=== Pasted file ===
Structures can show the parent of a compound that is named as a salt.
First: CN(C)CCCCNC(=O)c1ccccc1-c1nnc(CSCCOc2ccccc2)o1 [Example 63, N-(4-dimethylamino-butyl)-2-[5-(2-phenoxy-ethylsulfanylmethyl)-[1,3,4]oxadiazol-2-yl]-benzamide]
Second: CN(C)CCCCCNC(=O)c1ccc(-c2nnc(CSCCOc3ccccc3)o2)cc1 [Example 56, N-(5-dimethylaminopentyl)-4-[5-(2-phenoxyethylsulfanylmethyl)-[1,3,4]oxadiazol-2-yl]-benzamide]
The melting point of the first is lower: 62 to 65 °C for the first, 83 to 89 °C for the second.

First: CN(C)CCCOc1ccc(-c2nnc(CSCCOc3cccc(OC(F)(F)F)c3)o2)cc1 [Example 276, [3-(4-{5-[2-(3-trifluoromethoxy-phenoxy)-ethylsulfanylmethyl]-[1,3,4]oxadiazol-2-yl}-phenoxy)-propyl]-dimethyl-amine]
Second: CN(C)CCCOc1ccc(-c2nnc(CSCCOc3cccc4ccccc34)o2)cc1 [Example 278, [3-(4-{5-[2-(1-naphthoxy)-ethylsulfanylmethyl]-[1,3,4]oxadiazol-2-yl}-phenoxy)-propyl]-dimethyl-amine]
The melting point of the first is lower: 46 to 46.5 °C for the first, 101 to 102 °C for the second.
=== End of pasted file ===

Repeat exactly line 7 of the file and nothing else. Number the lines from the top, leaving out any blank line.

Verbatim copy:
The melting point of the first is lower: 46 to 46.5 °C for the first, 101 to 102 °C for the second.